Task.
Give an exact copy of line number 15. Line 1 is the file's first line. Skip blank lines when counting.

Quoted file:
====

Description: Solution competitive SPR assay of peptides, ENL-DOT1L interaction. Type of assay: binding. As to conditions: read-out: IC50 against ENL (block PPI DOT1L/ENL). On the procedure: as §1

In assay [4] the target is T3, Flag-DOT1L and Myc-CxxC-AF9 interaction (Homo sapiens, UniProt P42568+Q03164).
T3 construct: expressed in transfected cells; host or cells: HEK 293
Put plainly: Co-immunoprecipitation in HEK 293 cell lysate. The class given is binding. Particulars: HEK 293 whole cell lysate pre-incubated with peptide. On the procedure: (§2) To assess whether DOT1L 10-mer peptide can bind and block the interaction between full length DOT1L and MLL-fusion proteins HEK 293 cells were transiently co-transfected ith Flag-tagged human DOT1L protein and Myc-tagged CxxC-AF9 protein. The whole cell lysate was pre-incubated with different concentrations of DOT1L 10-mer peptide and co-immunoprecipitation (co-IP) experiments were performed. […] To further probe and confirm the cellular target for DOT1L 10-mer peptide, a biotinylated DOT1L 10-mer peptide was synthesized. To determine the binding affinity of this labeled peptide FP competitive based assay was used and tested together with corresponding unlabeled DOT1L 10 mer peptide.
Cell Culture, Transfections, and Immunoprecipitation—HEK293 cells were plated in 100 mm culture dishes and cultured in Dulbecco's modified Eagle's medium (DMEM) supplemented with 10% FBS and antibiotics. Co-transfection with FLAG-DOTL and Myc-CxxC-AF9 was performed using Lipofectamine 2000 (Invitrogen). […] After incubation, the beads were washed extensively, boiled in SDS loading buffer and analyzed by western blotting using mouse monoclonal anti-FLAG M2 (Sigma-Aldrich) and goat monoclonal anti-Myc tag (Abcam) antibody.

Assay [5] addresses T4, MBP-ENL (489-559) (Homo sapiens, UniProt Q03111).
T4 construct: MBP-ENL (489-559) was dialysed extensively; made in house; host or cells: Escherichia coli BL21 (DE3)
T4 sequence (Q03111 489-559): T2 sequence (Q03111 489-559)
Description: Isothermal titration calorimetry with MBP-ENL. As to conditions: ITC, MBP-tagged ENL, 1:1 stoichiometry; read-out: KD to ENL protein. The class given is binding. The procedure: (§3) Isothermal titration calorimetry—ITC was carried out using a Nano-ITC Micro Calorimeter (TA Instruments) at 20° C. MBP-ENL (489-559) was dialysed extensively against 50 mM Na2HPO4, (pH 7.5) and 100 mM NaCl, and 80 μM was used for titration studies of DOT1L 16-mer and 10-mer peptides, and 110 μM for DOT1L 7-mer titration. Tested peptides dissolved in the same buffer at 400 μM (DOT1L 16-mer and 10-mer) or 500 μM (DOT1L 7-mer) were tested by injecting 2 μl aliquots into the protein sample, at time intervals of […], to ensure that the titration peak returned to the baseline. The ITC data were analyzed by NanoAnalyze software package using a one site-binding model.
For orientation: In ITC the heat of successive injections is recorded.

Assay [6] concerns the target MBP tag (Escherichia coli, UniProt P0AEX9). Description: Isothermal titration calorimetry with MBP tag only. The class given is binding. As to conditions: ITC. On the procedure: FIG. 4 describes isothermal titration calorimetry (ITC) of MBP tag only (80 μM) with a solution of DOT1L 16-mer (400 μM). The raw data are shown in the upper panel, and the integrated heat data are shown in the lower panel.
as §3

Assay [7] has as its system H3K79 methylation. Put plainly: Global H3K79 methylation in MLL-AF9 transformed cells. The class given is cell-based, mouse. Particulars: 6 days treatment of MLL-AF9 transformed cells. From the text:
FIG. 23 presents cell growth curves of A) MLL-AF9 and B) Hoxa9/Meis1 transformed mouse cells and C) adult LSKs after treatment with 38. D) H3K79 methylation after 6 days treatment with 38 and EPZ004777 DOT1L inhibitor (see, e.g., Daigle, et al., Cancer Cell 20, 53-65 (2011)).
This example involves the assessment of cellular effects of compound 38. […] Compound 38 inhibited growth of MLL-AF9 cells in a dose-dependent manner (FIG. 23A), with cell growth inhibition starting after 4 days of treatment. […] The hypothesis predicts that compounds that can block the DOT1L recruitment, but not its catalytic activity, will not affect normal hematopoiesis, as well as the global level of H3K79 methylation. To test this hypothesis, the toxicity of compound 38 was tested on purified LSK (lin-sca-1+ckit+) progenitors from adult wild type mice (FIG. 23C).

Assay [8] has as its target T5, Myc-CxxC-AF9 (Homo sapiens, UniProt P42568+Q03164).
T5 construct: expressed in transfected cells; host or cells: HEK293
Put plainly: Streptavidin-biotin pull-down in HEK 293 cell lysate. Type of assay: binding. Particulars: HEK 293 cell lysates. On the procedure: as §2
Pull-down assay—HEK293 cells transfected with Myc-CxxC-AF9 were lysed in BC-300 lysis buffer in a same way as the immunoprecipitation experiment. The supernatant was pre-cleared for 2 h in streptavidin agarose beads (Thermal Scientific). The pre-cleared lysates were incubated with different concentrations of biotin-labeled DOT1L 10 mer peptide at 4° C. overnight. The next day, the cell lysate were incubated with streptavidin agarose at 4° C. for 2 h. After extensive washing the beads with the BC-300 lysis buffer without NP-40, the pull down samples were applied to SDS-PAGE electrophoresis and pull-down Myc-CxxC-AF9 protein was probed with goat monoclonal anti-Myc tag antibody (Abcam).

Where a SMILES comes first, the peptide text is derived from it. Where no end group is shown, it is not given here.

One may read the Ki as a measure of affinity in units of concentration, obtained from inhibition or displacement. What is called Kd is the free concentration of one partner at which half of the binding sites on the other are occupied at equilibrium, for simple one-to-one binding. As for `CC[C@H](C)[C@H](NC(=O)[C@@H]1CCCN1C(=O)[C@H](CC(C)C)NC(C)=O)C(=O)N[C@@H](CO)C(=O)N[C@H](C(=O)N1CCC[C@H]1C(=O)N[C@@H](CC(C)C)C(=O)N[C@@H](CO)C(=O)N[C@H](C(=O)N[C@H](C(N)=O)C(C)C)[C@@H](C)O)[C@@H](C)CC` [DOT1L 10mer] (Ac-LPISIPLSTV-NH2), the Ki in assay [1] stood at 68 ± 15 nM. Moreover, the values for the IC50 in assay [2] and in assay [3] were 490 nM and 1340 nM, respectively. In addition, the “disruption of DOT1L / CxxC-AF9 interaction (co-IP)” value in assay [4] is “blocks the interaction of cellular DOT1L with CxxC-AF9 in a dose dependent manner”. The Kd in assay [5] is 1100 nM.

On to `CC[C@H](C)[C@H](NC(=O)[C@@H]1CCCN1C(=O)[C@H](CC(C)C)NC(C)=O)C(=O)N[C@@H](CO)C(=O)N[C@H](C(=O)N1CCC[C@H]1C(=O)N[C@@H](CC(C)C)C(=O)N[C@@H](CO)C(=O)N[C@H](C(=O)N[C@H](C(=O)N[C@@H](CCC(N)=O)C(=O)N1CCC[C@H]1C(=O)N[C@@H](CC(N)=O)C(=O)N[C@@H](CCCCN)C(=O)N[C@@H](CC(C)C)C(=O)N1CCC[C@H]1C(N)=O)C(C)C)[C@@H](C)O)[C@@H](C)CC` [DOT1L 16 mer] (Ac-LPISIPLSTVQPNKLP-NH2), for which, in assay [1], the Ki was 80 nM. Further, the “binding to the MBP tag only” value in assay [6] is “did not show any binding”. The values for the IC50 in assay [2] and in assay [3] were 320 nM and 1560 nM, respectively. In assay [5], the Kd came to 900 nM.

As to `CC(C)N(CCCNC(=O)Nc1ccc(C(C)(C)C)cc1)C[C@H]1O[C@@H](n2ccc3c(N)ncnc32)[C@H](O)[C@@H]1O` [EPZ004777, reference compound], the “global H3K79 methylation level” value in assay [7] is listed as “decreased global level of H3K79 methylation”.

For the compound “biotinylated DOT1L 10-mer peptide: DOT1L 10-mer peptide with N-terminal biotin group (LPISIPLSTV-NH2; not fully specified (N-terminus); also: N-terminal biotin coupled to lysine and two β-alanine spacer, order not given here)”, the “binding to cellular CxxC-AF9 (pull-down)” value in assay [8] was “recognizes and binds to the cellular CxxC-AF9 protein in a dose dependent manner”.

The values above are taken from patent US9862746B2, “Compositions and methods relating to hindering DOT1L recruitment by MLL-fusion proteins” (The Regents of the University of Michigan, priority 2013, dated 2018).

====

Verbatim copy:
This example involves the assessment of cellular effects of compound 38. […] Compound 38 inhibited growth of MLL-AF9 cells in a dose-dependent manner (FIG. 23A), with cell growth inhibition starting after 4 days of treatment. […] The hypothesis predicts that compounds that can block the DOT1L recruitment, but not its catalytic activity, will not affect normal hematopoiesis, as well as the global level of H3K79 methylation. To test this hypothesis, the toxicity of compound 38 was tested on purified LSK (lin-sca-1+ckit+) progenitors from adult wild type mice (FIG. 23C).